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Truck Driver Hours of Service Regulations

Experienced Florida Truck Accident Injury Attorneys

Commercial drivers of tractor-trailers and semi-trucks hold a great deal of responsibility. If operated without the utmost care and attention to the road, large trucks can cause serious accidents with destructive consequences for other road occupants.

Federal law has a set of rules governing when and how long truck drivers can be behind the wheel, but these rules don’t always prevent drivers from staying on the road past what the rules allow in order to meet crushing delivery deadlines. When drivers remain on the road after severe fatigue sets in, they become a grave danger to other drivers. Florida truck accidents involving hours of service violations can cause harrowing injuries and leave victims with devastating financial consequences.

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Tractor-trailer crash claims can involve months of battling with insurance adjusters and carrier companies. Many frustrated accident victims simply abandon their claims or settle for a fraction of what they’re owed simply so that they can move on with their lives.

Don’t take pennies on the dollar for your truck accident injury claim. Contact the dedicated and effective Florida personal injury attorneys at Meldon Law for a free evaluation of your truck accident claim. Our decades of experience representing Florida accident victims mean that we’re the right choice after you’re hurt in a major truck accident.

What are the laws on how long commercial truck drivers can be on the road?

The Federal Motor Carrier Safety Administration (FMCSA) is the national agency tasked with setting rules and regulations governing interstate commercial drivers. The FMCSA has established hours of service regulations that mandate the amount of rest between driving shifts that all drivers must receive as well as the maximum number of hours that drivers can spend behind the wheel before they must take rest or sleep breaks.

The FMCSA states that no commercial cargo driver may spend more than 11 hours driving, nor more than 14 hours on duty, in a 24-hour period. Drivers must take a break of at least 30 consecutive minutes off duty after eight consecutive hours of driving. The break between on-duty shifts must be a minimum of 10 hours long. The only reason that drivers can extend the 11-hour driving limit or 14-hour on-duty period is when the driver encounters adverse driving conditions.

Pressure from carrier companies forces many drivers to keep driving long after they should stop

Commercial drivers often encounter strong pressure from their employers to deliver their cargo quickly, regardless of conditions on the road that require slower driving. This pressure can be overwhelming to drivers, causing them to forego rest periods or sleep in order to meet deadlines that would otherwise be impossible. This results in truck drivers experiencing intense fatigue, which makes the already challenging task of operating a tractor-trailer nearly impossible to do safely.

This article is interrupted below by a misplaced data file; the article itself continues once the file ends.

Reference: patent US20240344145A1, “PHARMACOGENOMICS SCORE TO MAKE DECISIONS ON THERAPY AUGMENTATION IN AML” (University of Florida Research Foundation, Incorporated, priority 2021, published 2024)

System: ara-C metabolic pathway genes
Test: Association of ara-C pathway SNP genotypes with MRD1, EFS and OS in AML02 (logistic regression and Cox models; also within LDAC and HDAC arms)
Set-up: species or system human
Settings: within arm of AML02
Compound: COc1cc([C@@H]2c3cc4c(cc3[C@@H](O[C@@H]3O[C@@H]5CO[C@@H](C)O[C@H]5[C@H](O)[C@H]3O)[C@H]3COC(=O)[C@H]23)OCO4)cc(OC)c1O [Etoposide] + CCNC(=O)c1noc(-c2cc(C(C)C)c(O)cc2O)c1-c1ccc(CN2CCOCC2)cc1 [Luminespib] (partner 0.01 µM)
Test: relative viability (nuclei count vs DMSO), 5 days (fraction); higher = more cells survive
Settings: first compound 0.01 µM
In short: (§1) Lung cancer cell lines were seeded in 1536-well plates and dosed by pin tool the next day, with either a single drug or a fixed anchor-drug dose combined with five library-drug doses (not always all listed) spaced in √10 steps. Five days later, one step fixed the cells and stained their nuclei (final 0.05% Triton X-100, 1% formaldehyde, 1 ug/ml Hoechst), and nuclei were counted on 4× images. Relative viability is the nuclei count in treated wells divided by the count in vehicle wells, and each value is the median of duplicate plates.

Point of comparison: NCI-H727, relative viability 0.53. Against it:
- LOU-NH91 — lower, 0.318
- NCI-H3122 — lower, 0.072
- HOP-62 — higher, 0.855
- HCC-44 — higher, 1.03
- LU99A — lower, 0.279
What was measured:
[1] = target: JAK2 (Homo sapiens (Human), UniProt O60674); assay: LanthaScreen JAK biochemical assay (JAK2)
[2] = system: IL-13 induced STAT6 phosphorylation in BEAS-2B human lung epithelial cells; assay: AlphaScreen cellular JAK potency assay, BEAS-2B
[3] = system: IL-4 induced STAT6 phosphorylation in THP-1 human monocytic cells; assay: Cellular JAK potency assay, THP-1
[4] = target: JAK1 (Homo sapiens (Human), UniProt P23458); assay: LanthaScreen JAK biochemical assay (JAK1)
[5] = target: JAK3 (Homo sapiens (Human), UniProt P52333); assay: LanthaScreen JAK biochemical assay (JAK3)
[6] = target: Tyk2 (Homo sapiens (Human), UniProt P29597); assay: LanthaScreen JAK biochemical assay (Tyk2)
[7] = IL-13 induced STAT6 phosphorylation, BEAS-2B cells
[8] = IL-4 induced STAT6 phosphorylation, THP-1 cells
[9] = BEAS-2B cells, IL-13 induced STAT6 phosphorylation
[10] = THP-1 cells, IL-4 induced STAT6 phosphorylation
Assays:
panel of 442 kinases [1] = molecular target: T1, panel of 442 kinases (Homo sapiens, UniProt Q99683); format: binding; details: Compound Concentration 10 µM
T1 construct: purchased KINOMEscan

Fatigued driving can be as dangerous as drunk driving, but is impossible to test

It is impossible to state conclusively whether a driver’s fatigue caused a crash since fatigue cannot be measured in the same way as alcohol consumption. However, officials estimate that up to 40% of large truck accidents are influenced at least in part by fatigue.

In one study, dashboard cameras filmed drivers over several months to study, among other things, how often drivers exhibited signs of being drowsy before a crash. The researchers found that roughly 12% of all drivers showed signs of fatigue in the three minutes before the accident, which is vastly more than the 1% of accidents that national safety bodies had officially estimated were caused by fatigued drivers. In fact, the AAA Foundation now estimates that about 21% of all fatal crashes in the US each year are caused by drowsy driving.

Researchers now believe that driving while heavily fatigued can be as dangerous as driving while drunk. Drowsy drivers, like intoxicated drivers, have slowed reaction times and suffer from poor decision-making. Both drowsy and drunk drivers are worse at estimating the speed of other cars and trucks and cannot correctly perceive depth.

Researchers estimate that, after being awake for 18 hours, drivers are equivalently impaired to someone driving with a BAC of .05%. This is an amount slightly beneath the .08 legal limit at which point a driver could receive a DUI. Drivers who had been awake for 20 hours were equivalently dangerous on the road to someone who had a BAC of .08. Imagining a driver of a passenger vehicle driving drowsy is scary enough, but imagining it happening to someone behind the wheel of an 80,000-pound 18-wheeler is chilling.

Attorneys with the knowledge and experience to take on global transportation companies responsible for drowsy driving truck accidents

After you’ve been hurt in an accident with a tractor-trailer or big rig in Florida, get help seeking the compensation you deserve by contacting the tenacious and experienced Florida truck accident attorneys at Meldon Law for a free consultation on your case.

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